You can see the fear in their eyes as an airplane flies by overhead when they should be thinking of playing with toy ones.
They have their whole lives ahead of them yet the fear of a probable attack by the airplane sends them shivering and running for their mothers in whose arms they think they might finally find shelter. They are haunted at night by the crying and wailing they hear by day, and there are airplanes. Always the bombing airplanes and sirens.
Syrians are fleeing into neighboring countries leaving everything behind, often only with clothes on their back. Every night they keep count of not how many family members they have lost but of how many remain. Stepping into neighboring Lebanon or Egypt may save them from death by the hands of the Syrian military but the new life awaiting them is a state of half-death too. Integration is a problem as ever but that is the least of their concerns. They have to pay unthinkable rents for the shabby tents they occupy in refugee camps and the locals are hostile.
The locals try their best to keep up the Arab hospitality characteristic to them but they don’t have an option either: the refugees come willing to work only for bread, stealing jobs and odd work from them who are no better off themselves.
They themselves are waiting for government grants that are promised but never come. People have to fight over morsels of food, all when they have their own land back in Syria.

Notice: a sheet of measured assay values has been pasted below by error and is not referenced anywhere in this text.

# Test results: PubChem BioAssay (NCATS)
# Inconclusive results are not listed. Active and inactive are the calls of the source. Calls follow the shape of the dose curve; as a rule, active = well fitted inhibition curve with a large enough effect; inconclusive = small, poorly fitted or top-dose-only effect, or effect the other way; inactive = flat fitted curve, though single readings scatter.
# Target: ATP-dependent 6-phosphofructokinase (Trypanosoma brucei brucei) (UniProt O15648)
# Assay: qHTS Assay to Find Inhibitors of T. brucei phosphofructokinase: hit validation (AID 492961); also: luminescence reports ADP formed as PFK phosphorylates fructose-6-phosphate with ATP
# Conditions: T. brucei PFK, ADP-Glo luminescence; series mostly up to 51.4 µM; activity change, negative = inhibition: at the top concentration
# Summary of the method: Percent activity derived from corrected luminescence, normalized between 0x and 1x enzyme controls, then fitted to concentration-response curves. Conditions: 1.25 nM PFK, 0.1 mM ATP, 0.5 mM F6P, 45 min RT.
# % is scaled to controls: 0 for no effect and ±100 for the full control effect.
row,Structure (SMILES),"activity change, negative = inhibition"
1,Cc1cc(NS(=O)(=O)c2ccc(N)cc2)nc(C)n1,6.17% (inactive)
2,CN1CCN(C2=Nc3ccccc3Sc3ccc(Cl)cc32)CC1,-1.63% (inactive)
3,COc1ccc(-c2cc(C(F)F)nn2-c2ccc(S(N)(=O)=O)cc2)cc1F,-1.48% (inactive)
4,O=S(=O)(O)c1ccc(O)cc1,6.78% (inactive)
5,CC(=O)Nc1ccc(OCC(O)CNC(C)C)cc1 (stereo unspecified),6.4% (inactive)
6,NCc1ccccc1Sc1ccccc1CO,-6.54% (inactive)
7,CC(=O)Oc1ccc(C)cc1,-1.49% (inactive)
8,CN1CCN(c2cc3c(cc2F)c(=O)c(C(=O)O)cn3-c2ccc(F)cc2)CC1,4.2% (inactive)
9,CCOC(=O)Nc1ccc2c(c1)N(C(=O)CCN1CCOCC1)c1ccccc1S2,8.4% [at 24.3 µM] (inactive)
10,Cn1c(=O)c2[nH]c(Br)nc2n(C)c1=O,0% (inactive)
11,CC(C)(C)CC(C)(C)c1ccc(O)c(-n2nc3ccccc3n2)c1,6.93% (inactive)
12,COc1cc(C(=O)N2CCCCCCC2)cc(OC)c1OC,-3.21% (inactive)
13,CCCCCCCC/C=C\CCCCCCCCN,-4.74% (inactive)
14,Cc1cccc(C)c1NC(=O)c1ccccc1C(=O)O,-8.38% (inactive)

This is what war does to a person, to a people, to a nation. It snatches away everything from you and brings out a side of you you never could have believed you even possessed. It brings out the animal in a person and makes them do things for family and survival I can’t even talk about here. Just a few days back the Syrian government allowed a period of cannibalism to the people because there just were no rations to go around. Does it get worse than this?
Is this how desensitized we have become?
I’m not an Arab, but I have friends who are. I worry for them, and all the other people out there fighting for their lives.
Please, God, give guidance to heads of states to respect human life. Please let them understand that children are not dolls to be shot down, lost, thrown about and uprooted. Let them understand that they are accountable for all the innocent lives they are taking away every day. It isn’t just Syria, the situation is the same in most third world countries. Let them see that everything is not just about keeping themselves in power. Let them see that refugees are not just refugees but real people. Let them STOP this war! Please Pray with me
Let’s put an end to this war, let’s all live together peacefully in harmony. Let the Peace prevail and Let me say, Enough of this WAR, let’s give Love a Chance.
Adapted from -> http://mythoughtbits.tumblr.com/
Tags: Afghans, African, airplane, Arab Spring, cannibalism, CNN, crying, Damascus, Egypt, hospitality, humanity, Integration, Libya, love, military, morsels, power, rations, Refugees, sirens, Syria, Third World Countries, wailing, war, weapons